Here’s a concept that might squeeze the adrenals of the average social media manager or community manager: fuse a “hyperlocal” social network with an e‑commerce apartment rentals site. Sound tricky? Not to Ori Allon, co-founder and executive chairman of New York-based startup Urban Compass.
Urban Compass scooped £8m in seed funding last year and is now stepping out of stealth mode into public beta. And it’s managing that tricky juggling act between social and e‑commerce admirably well. If that’s elicited a wave of skepticism amongst community mangers and social media managers, here’s how it works.
In January, Urban Compass began hiring a talent pool of “neighborhood specialists” with intimate knowledge of different locales in the Big Apple. Let’s unpack that. These people are data collectors, reporting all the highlights of a specific neighborhood and feeding them into the startup’s Neighborhood Guides. These are the building blocks of an “Urban Compass Network”, the social network’s twin: an online housing rentals e‑commerce platform that helps homeseekers locate, secure and pay for accommodation.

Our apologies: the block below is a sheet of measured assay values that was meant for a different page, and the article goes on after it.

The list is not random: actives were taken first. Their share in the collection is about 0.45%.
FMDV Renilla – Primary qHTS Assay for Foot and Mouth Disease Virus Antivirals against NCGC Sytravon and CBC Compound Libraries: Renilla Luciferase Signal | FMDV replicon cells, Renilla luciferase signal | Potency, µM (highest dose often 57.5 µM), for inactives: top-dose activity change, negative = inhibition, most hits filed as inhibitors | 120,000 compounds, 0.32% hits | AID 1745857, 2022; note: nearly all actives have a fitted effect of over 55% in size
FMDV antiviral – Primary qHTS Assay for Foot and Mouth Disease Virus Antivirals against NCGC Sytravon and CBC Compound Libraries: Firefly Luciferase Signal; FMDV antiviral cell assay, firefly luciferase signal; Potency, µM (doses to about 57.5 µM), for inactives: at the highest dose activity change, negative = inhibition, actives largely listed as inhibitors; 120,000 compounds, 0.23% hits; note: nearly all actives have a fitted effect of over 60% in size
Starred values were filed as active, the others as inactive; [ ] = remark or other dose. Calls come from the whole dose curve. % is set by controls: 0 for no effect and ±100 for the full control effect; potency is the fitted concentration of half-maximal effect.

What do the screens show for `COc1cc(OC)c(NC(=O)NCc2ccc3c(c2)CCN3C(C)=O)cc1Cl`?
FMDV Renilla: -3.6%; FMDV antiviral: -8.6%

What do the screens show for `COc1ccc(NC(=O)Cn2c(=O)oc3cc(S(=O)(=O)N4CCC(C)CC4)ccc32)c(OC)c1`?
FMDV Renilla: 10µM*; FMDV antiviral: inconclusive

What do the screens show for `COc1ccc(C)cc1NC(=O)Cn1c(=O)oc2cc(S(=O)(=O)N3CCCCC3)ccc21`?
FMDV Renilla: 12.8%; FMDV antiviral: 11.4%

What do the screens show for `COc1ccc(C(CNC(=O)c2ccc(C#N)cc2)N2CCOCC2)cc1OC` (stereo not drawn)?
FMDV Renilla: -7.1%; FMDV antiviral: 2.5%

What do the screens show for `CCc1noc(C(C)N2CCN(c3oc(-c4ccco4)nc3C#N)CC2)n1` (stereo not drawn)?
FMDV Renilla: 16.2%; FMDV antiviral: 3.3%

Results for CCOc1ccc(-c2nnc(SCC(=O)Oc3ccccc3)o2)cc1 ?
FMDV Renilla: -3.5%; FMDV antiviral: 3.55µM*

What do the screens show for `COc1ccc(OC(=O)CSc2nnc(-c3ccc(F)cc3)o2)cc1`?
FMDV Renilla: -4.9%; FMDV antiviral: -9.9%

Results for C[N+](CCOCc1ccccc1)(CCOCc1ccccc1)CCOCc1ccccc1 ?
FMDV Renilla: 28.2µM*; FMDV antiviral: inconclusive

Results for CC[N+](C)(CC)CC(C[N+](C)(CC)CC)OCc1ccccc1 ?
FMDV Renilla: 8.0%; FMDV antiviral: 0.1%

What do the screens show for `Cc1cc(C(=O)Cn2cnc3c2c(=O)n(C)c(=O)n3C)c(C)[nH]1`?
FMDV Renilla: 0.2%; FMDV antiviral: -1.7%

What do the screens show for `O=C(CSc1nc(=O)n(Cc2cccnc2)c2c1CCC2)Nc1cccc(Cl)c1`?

But neighborhood specialists are also agents: with training and licensing provided by Urban Compass, they go out and bring prospective residents to view possible homes. By the end of the year, the startup plans to have recruited 200 of them.
An answer to the skeptical social media manager
Inveterate social media managers may balk at the idea. After all, don’t social networks work best when they’re organic and non-commercial? Allon says he likes big challenges like this, and Urban Compass’ social and e‑commerce wings are run by the same people and are built on the same platform, meaning that they both get equal weight.
By cutting out expensive brokers and bypassing sites like Craiglist.com, Urban compass is offering an attractive package: a one-stop shop for the entire rental deal from beginning to end. The evidence that’s emerging is showing that it’s already paying off. A big New York corporate has signed on and is referring all employees who are relocating to the city to the UC. In turn, these people are referring others to the site. With every lease completed, UC draws a percentage and revenues are already impressive.
A homes-to-buy service will shortly be added. As Allon puts it, “We want to help people find a place to live, both as a neighborhood and a home.”